‘Wrong About (Almost) Everything’ – a review of ‘The Dawn of Everything’ by David Graeber & David Wengrow

The Dawn of Everything
The Dawn of Everything

'The Dawn of Everything: A New History of Humanity', David Graeber and David Wengrow (2021) - reviewed by Chris Knight.

Submitted by hedgehog on January 13, 2022

The Dawn of Everything’s central idea is challenging. We are told that humans are politically adventurous and experimental – so much so that after a spell of freedom and equality, people are inclined to choose oppression just to make a change. History takes a rhythmic form, oscillating between one extreme and the next. In recent times, however, we’ve all got stuck in just one system and we must try to understand why.

All this is new and refreshing but hardly credible. I prefer the standard anthropological view that the political instincts and social emotions that define our humanity were shaped under conditions of egalitarianism. To this day, all of us feel most relaxed and happy when able to laugh, play and socialize among companions who are our equals. But instead of building on this experience so familiar to us all, Graeber and Wengrow (henceforth: ‘G&W’) oppose the whole idea that our hunter-gatherer ancestors were egalitarians. In their view, they would just as likely have chosen to be oppressed

As they put it: ‘If the very essence of our humanity consists of the fact that we are self-conscious political actors, and therefore capable of embracing a wide range of social arrangements, would that not mean human beings should actually have explored a wide range of social arrangements over the greater part of our history?’ Among these possibilities, as the authors readily acknowledge (pp. 86-7), were abusive dominance hierarchies like those of chimpanzees. G&W seem to be arguing that if our ancestors were so adventurous, then surely, they would have experimented not only with egalitarianism but also with harassment, abuse and domination by aggressive, bullying males.

G&W make these points in the context of a consistent attack on any idea that we became socially and morally human during the course of a revolution. All my academic life, I have been exploring the idea that human language, consciousness, kinship and morality evolved in a process of gradual evolution which culminated in an immense social and political revolution. My motivation was always to challenge the popular prejudice that socialism is impossible because by nature we humans are selfish and competitive – and ‘not even a revolution could change human nature’.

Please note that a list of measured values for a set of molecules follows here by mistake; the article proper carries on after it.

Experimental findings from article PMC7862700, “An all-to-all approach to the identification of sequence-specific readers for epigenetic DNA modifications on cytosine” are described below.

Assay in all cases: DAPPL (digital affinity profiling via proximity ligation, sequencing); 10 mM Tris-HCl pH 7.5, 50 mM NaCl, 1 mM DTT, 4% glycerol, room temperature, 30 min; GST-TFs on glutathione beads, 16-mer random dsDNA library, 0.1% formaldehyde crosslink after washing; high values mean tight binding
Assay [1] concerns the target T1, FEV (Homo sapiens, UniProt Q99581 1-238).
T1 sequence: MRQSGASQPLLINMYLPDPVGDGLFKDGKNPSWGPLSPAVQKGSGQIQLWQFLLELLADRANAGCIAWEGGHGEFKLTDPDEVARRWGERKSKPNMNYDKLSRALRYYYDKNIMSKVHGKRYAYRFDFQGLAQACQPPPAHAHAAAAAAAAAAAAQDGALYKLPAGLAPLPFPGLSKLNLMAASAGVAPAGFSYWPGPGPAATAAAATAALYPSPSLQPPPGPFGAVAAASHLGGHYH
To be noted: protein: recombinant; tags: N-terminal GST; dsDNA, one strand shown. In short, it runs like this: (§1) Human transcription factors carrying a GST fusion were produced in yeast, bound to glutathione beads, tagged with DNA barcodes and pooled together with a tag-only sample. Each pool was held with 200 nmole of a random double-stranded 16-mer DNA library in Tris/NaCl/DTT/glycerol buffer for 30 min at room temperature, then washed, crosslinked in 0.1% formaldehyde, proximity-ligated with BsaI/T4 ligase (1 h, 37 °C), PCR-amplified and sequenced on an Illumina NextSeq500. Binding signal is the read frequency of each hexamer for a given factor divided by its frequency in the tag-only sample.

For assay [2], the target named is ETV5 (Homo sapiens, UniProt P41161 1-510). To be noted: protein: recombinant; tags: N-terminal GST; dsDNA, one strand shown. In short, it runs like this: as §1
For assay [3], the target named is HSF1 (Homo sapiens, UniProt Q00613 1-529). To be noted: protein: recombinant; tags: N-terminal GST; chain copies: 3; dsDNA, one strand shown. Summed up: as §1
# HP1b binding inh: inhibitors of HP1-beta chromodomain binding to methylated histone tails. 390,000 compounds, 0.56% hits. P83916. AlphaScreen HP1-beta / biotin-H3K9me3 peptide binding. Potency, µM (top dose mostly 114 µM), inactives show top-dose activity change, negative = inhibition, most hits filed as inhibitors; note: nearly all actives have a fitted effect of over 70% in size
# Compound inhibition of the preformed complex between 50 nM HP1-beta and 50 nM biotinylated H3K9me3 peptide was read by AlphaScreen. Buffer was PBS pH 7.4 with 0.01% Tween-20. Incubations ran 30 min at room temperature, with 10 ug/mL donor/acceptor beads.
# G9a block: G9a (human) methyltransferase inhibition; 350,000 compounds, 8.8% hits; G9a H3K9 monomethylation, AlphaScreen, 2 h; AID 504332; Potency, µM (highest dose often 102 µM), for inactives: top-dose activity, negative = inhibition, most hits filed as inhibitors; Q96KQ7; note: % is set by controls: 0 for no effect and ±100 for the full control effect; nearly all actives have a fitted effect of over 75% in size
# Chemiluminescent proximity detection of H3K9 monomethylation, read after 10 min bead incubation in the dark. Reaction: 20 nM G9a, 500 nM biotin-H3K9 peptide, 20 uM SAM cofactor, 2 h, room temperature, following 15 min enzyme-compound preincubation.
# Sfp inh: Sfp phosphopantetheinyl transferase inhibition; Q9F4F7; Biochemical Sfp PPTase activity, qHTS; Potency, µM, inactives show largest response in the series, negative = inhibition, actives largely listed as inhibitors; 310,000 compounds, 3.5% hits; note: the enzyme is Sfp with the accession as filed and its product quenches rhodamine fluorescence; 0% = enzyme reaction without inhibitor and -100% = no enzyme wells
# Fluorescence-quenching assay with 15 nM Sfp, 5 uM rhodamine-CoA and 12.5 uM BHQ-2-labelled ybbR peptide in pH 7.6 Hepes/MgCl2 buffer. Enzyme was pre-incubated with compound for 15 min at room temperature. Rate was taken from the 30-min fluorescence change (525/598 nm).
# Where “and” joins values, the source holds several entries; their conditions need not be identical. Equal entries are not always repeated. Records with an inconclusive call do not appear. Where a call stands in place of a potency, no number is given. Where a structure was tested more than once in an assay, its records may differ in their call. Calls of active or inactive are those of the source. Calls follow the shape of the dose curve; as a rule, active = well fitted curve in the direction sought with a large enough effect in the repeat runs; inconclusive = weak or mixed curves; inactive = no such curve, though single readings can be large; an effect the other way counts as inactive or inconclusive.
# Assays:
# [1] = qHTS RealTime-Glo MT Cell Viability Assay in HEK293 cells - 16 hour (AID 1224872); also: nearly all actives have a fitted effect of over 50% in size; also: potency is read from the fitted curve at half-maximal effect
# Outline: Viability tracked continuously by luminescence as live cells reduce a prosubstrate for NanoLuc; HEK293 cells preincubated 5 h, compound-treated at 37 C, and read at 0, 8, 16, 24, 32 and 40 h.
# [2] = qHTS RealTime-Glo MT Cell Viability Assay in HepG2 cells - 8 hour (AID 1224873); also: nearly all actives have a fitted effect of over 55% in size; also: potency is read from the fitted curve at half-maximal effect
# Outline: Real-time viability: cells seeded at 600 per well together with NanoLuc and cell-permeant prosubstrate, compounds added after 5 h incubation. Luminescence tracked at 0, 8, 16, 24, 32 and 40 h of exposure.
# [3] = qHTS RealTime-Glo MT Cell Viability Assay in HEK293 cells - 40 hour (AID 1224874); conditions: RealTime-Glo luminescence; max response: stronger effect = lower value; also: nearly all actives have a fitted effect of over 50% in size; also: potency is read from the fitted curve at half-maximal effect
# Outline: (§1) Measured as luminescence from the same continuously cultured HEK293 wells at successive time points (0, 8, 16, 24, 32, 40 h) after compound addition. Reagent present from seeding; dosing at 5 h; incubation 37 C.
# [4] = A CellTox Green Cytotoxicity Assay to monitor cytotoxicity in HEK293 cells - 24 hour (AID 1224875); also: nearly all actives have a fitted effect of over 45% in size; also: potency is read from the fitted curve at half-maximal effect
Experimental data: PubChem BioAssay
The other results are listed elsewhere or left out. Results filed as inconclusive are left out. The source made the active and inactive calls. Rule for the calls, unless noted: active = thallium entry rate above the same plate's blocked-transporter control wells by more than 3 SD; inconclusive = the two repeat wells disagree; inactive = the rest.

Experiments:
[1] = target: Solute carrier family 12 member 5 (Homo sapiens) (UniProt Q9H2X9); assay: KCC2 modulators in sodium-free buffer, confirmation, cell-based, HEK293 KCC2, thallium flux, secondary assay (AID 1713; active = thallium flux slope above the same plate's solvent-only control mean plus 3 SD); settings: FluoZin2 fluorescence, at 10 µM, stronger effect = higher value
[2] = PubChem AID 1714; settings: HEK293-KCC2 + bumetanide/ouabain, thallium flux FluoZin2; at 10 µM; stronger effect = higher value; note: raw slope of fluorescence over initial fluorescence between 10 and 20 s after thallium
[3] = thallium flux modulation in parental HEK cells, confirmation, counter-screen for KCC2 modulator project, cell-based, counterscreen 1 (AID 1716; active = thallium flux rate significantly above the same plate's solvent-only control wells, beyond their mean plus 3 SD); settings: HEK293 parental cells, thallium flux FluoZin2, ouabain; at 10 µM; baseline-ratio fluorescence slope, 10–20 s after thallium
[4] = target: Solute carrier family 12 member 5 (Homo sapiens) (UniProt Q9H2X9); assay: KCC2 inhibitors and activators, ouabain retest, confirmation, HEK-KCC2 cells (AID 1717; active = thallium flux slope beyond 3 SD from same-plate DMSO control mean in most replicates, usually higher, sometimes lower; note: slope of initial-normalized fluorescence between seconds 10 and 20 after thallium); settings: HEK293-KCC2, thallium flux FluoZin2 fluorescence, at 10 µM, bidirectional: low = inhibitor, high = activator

I would always answer this way. Yes, we are a species of great ape. Yes, like our primate cousins, we have competitive, selfish, aggressive and often violent instincts. But these were not the ones responsible for our success. Everything distinctively human about our nature – our capacity to be brilliant mums and dads, to care for one another’s children and not just our own, to establish moral rules, to see ourselves as others see us and to use music, dance and language to share our dreams – these extraordinary capacities were precisely the products of the greatest revolution in history, the one that worked.

Chris Boehm’s theory of the human revolution

Nearly a decade after the appearance of my own book detailing the complexities of this ‘human revolution’ (Knight 1991), the anthropologist Christopher Boehm (1999) published a version of the theory that, despite its insights, played safe in political terms by omitting any mention of the most important element – the dynamics of sex and gender. It is this abstract, unisex version of human revolution theory that G&W consider safe enough to mention explicitly in order to discredit it.

Boehm points out that our earliest ancestors were neither one-sidedly cooperative nor one-sidedly competitive. Instead, they were psychologically disposed to dominate others while forming alliances to resist being dominated in turn. This collective resistance from below eventually culminated in everyone coming together to prevent any would-be leader from dominating the group. Our ancestors’ chimpanzee-style dominance was now turned on its head, culminating in ‘reverse dominance’ – rule by a morally aware community committed to an egalitarian ethos.

G&W go along with the idea that humans ‘do appear to have begun … with a self-conscious aversion to being told what to do’ (p. 133). In this context, they agree that extant hunter-gatherers display ‘a whole panoply of tactics collectively employed to bring would-be braggarts and bullies down to earth – ridicule, shame, shunning …. none of which have any parallel among other primates’ (p. 86). What they’ve no interest in is the idea that such tactics played a crucial role in shaping human nature during our evolutionary past.

Summing up their objection to Boehm’s account, they describe any suggestion that hunter-gatherers consistently preferred egalitarianism as an ‘odd insistence’ that ‘for many tens of thousands of years, nothing happened’. If our hunter-gatherer ancestors were consistently egalitarian, their political lives must have somehow been frozen, stuck in time. G&W conclude with these words: ‘Before about 12,000 years ago, Boehm insists, humans were basically egalitarian . . . according to Boehm, for about 200,000 years [these] political animals all chose to live just one way.’ (p. 87)